Mice are a PROBLEM - The Horse Forum
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post #1 of 8 Old 02-16-2014, 04:53 PM Thread Starter
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Mice are a PROBLEM

We have a few mice in our barn...and today I discovered they started making a nest under our saddles!! They chewed a little on the fleece and leather and put a hole clear through a saddle blanket! Luckily we don't use that blanket at all but it's just gross! They chewed on my good saddle pad too!! And they probably got in the feed..cuz they carried crumbs of it up under the saddles! I just would like the best advice of how to eliminate them! They got a lot of nerve! So should we use traps? Poison?..but not where it would harm the horses? I just want them gone!
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post #2 of 8 Old 02-16-2014, 05:08 PM
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Oh I do feel your pain! LOL
I've got three stupid cats and it's the dogs who actually catch the blasted things. The best hunter is our Akita which rather surpises me. Anyway, There is a place here in the Northwest called "barn cats are us" and they have what are otherwise ferral cats that they will come set up in your barn. The cats live soley in the barn, you feed them but otherwise they do their thing and catch the mices. I don't know where you are but perhaps you could do a quick check online for something similar? I think they are closely related to the local humane society and the like.
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post #3 of 8 Old 02-16-2014, 05:14 PM
Green Broke
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Yes, they are industrious little creatures. Despite having excellent feline hunters, we've been on the receiving ends of their antics as well. In addition to going after my tack similar to your situation, they took over the engine of one of our vehicles one time and stuffed it so full of "bedding" material and food stores that we had to take the vehicle in for professional help (that was a $700 touch).

I have tried these which appear to have worked (or else the cats just got caught up with their backload of work): A scented bounce (or other scented dryer) sheet and/or a dab of peppermint liquid (I bought some from the drug store as I recall) placed in strategic spots. The premise is the mice don't like them so avoid those areas (I assume it's the scent they're reacting too).
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post #4 of 8 Old 02-16-2014, 05:15 PM
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Cats! I was over run with mice several years ago and began looking for barn cats. Before I was able to find any, a nice mama cat moved into my barn and had a litter of kittens. She took care of the mouse problem all by herself. Once the kittens got big enough to hunt they even ran all the birds out of the barn that nested there and pooped all over everything.
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post #5 of 8 Old 02-16-2014, 05:47 PM
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I feel your pain. I'm having the same issue. I can't keep horse or human treats in my tack room anymore, even if I put them in plastic bins they've eaten right through the plastic!!!!! Barn cats don't do a thing about it.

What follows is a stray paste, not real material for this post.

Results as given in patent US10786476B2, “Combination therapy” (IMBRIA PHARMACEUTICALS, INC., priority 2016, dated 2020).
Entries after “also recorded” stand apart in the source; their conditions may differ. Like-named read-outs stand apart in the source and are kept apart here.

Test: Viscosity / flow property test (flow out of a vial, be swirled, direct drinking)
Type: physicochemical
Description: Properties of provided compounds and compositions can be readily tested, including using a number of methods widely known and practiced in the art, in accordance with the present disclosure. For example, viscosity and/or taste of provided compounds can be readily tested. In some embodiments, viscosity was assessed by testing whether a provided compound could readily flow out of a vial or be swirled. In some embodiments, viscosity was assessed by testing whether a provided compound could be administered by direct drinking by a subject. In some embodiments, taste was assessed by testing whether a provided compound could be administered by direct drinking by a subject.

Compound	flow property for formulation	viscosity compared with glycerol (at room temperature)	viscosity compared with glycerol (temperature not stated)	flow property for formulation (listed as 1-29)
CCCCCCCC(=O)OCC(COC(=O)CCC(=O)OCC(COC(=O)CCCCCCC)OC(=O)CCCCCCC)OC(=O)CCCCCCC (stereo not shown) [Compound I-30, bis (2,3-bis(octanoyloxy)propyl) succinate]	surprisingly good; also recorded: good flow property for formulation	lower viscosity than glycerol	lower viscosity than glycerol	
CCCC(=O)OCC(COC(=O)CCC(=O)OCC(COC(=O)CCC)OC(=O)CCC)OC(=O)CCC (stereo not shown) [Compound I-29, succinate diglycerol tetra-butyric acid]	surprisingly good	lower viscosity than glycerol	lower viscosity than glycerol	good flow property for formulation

Started keeping anything eatable in mason jars if they'll fit. But it seems like the mice just get more desperate!!!
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post #6 of 8 Old 02-16-2014, 06:06 PM
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I haven't had a problem with a heavy infestation of mice at my own barns, but have at a couple where I would go to work.

Western saddles I hang by wire from a rafter through the gullet. English saddles I hang by wire from the rafters through the irons. Pads can also be hung by wire from the rafters as can bridles and buckets of brushes. Metal cans for grain, blankets, extra pads, halters.

One ranch lined their feed room with aluminum sheets. Completely.

I don't mind using poison, but one has to think about barn cats and dogs, or other wildlife eating the poisoned mice. There may even be restrictions in populated areas for that reason.

Beyond removing any possible food (including wheat straw with too many grains in it), and eliminating as much material and location for nests, I have used traps. Blasted, dirty little critters.

Good luck.
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post #7 of 8 Old 02-16-2014, 07:23 PM
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Cats. Semi-feral is a must, even though every cat should have the instinct to hunt, in truth it is the mother who teaches her kittens how to do it. You need cats that know mice and how to hunt them, and have access to the saddlery during the night.
Home-bred sweet kittens (maybe even weaned too early) will be nice pets but useless hunters.
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post #8 of 8 Old 02-17-2014, 12:31 AM
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I once lived in a house that was so overrun with mice my cats couldn't keep up! Because I had cats I was also reluctant to use poison for fear of accidently poisoning my mousers. My neighbor at the time suggested that I mix plaster of Paris and oatmeal together and feed it to the little buggers! when they get a drink after eating the plaster sets up and forms a small pellet which is not harmful to the kitty's if they find and eat a downed mouse. I thankfully moved from that house and its mouse problem. I unfortunately moved next to a neighbor who refused to use anything but poison, and as a result I lost my best mouser to a tainted mouse.
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